Senate vote means budget plan has bipartisan support


McClatchy Washington Bureau

The Senate sent a clear message that the two-year bipartisan budget plan has strong bipartisan support, as it voted Tuesday 67 to 33 to remove a key hurdle to its passage.

The vote means debate on the measure will be limited, and passage is now virtually assured later Tuesday or Wednesday.

Twelve Republicans joined 53 Democrats and two independents to back the debate limit.

The Republicans included: Lamar Alexander of Tennessee, Roy Blunt of Missouri, Saxby Chambliss and Johnny Isakson of Georgia, Susan Collins of Maine, Jeff Flake and John McCain of Arizona, Orrin Hatch of Utah, John Hoeven of North Dakota, Ron Johnson of Wisconsin, Lisa Murkowski of Alaska and Rob Portman of Ohio.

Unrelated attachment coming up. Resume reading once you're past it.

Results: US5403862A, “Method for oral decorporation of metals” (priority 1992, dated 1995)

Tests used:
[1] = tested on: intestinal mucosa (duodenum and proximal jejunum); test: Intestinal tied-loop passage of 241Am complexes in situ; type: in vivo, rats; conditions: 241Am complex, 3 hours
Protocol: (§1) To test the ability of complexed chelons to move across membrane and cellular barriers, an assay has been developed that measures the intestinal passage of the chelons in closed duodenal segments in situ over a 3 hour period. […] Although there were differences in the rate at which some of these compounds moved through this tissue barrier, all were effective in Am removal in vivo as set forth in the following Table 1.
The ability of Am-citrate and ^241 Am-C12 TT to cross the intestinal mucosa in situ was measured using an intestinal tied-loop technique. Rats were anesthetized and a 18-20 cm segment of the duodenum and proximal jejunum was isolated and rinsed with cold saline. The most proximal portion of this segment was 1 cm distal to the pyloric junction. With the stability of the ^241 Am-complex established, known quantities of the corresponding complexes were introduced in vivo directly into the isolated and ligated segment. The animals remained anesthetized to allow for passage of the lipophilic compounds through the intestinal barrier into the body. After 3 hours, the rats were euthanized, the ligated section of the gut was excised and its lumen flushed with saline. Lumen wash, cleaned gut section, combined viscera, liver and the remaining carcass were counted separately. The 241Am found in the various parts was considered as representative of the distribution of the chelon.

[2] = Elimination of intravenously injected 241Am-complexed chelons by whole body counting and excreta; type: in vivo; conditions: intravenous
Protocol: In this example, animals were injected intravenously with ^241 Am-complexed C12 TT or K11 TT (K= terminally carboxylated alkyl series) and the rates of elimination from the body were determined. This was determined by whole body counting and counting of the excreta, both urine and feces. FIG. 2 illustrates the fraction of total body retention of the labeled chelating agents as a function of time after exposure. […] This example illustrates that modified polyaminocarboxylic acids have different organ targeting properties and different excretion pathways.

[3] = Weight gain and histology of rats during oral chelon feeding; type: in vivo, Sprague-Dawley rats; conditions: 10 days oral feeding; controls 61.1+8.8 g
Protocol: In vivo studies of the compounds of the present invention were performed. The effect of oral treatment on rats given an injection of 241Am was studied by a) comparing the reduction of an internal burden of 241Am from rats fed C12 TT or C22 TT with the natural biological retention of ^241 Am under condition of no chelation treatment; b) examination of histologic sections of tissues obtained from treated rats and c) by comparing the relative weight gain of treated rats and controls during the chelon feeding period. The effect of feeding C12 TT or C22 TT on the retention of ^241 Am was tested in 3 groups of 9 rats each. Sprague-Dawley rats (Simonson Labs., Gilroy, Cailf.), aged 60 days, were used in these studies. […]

The budget deal would ease automatic spending caps, or the sequester, by spending $63 billion more over the next years. It would raise an estimated $85 billion over 10 years with a series of revenue increases and cuts.

The House of Representatives passed the bill last week.

A big reason for the likely approval: Lawmakers are eager to head home and show gridlock-weary constituents that Congress can get something done.


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